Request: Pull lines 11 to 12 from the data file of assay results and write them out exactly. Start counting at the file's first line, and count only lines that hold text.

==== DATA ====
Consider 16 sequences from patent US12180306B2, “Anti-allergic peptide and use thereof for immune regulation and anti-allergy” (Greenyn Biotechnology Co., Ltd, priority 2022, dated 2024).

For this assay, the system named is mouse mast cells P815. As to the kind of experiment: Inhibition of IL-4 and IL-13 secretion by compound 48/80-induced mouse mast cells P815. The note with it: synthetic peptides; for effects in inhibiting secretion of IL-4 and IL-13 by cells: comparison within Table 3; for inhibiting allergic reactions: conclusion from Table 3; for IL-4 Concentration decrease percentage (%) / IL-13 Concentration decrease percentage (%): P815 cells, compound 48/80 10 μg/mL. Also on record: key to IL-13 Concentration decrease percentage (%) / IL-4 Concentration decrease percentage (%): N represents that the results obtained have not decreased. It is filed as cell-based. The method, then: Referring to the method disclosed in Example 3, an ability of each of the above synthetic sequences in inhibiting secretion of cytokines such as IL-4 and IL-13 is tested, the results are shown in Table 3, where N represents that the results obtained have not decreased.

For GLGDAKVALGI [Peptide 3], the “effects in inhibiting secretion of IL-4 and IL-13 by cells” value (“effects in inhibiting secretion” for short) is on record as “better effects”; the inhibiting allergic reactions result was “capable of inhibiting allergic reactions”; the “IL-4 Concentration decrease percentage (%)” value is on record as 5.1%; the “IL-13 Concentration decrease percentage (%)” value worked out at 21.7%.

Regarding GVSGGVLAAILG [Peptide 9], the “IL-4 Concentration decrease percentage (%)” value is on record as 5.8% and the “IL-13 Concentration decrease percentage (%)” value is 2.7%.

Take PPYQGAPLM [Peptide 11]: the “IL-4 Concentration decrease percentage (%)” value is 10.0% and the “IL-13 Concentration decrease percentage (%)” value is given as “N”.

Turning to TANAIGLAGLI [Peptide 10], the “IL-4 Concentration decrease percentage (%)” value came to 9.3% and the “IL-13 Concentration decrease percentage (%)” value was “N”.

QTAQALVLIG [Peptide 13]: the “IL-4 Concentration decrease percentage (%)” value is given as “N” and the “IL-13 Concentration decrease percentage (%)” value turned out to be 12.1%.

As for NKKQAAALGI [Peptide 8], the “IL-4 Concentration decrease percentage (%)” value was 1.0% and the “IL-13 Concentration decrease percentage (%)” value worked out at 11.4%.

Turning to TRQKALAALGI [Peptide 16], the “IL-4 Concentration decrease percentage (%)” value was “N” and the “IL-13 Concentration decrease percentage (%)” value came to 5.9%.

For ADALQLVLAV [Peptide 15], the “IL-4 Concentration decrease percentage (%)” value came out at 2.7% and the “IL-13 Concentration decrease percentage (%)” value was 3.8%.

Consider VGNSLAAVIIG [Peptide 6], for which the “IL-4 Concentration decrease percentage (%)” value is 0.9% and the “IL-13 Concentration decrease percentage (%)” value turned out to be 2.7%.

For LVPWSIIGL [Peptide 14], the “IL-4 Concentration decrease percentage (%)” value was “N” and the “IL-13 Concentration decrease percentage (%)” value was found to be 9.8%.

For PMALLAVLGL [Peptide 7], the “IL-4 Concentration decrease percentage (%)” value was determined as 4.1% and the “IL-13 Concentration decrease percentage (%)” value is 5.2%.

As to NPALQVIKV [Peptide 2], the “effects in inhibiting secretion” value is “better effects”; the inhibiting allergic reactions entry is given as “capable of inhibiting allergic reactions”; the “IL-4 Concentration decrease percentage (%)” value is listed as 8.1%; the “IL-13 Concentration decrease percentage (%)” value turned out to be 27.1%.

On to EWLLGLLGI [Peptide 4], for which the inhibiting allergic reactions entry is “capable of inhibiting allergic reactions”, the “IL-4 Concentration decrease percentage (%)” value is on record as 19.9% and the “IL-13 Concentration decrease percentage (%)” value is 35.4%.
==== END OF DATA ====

Consider VGNSLAAVIIG [Peptide 6], for which the “IL-4 Concentration decrease percentage (%)” value is 0.9% and the “IL-13 Concentration decrease percentage (%)” value turned out to be 2.7%.

For LVPWSIIGL [Peptide 14], the “IL-4 Concentration decrease percentage (%)” value was “N” and the “IL-13 Concentration decrease percentage (%)” value was found to be 9.8%.